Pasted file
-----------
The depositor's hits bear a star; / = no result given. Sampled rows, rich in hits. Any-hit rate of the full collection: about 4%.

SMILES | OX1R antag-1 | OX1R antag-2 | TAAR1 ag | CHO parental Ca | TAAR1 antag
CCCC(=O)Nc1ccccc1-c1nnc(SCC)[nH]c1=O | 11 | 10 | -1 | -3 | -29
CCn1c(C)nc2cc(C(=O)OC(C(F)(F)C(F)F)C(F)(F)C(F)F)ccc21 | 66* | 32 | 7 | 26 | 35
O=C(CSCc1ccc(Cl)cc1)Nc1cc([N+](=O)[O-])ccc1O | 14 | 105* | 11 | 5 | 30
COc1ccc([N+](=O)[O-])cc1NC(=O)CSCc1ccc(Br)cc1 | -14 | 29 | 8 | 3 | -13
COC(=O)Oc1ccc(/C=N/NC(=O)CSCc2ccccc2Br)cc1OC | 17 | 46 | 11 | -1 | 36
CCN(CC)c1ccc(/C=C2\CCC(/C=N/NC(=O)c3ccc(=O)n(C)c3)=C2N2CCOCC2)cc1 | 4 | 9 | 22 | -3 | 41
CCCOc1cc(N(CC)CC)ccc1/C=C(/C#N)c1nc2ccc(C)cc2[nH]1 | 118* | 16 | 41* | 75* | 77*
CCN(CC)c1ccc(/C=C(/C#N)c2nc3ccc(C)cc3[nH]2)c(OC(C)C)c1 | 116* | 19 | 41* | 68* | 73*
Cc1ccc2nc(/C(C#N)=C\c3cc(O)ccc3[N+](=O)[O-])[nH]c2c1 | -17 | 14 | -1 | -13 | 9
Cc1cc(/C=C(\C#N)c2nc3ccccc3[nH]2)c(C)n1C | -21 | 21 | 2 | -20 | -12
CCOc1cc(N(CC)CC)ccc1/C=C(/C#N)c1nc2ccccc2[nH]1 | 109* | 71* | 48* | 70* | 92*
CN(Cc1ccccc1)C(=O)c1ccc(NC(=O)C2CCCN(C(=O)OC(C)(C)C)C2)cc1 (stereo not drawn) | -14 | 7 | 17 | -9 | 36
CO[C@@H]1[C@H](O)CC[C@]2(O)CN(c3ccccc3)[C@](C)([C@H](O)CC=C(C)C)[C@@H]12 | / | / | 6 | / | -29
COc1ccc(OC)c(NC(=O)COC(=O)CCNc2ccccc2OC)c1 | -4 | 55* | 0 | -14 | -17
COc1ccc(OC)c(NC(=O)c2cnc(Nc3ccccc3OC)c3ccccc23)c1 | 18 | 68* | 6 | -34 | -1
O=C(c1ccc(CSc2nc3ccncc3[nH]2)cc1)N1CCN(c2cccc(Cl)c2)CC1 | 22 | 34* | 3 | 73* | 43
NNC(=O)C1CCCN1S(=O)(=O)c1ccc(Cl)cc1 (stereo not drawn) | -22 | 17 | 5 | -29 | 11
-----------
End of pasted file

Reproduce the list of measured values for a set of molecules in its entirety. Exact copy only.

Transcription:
The depositor's hits bear a star; / = no result given. Sampled rows, rich in hits. Any-hit rate of the full collection: about 4%.

SMILES | OX1R antag-1 | OX1R antag-2 | TAAR1 ag | CHO parental Ca | TAAR1 antag
CCCC(=O)Nc1ccccc1-c1nnc(SCC)[nH]c1=O | 11 | 10 | -1 | -3 | -29
CCn1c(C)nc2cc(C(=O)OC(C(F)(F)C(F)F)C(F)(F)C(F)F)ccc21 | 66* | 32 | 7 | 26 | 35
O=C(CSCc1ccc(Cl)cc1)Nc1cc([N+](=O)[O-])ccc1O | 14 | 105* | 11 | 5 | 30
COc1ccc([N+](=O)[O-])cc1NC(=O)CSCc1ccc(Br)cc1 | -14 | 29 | 8 | 3 | -13
COC(=O)Oc1ccc(/C=N/NC(=O)CSCc2ccccc2Br)cc1OC | 17 | 46 | 11 | -1 | 36
CCN(CC)c1ccc(/C=C2\CCC(/C=N/NC(=O)c3ccc(=O)n(C)c3)=C2N2CCOCC2)cc1 | 4 | 9 | 22 | -3 | 41
CCCOc1cc(N(CC)CC)ccc1/C=C(/C#N)c1nc2ccc(C)cc2[nH]1 | 118* | 16 | 41* | 75* | 77*
CCN(CC)c1ccc(/C=C(/C#N)c2nc3ccc(C)cc3[nH]2)c(OC(C)C)c1 | 116* | 19 | 41* | 68* | 73*
Cc1ccc2nc(/C(C#N)=C\c3cc(O)ccc3[N+](=O)[O-])[nH]c2c1 | -17 | 14 | -1 | -13 | 9
Cc1cc(/C=C(\C#N)c2nc3ccccc3[nH]2)c(C)n1C | -21 | 21 | 2 | -20 | -12
CCOc1cc(N(CC)CC)ccc1/C=C(/C#N)c1nc2ccccc2[nH]1 | 109* | 71* | 48* | 70* | 92*
CN(Cc1ccccc1)C(=O)c1ccc(NC(=O)C2CCCN(C(=O)OC(C)(C)C)C2)cc1 (stereo not drawn) | -14 | 7 | 17 | -9 | 36
CO[C@@H]1[C@H](O)CC[C@]2(O)CN(c3ccccc3)[C@](C)([C@H](O)CC=C(C)C)[C@@H]12 | / | / | 6 | / | -29
COc1ccc(OC)c(NC(=O)COC(=O)CCNc2ccccc2OC)c1 | -4 | 55* | 0 | -14 | -17
COc1ccc(OC)c(NC(=O)c2cnc(Nc3ccccc3OC)c3ccccc23)c1 | 18 | 68* | 6 | -34 | -1
O=C(c1ccc(CSc2nc3ccncc3[nH]2)cc1)N1CCN(c2cccc(Cl)c2)CC1 | 22 | 34* | 3 | 73* | 43
NNC(=O)C1CCCN1S(=O)(=O)c1ccc(Cl)cc1 (stereo not drawn) | -22 | 17 | 5 | -29 | 11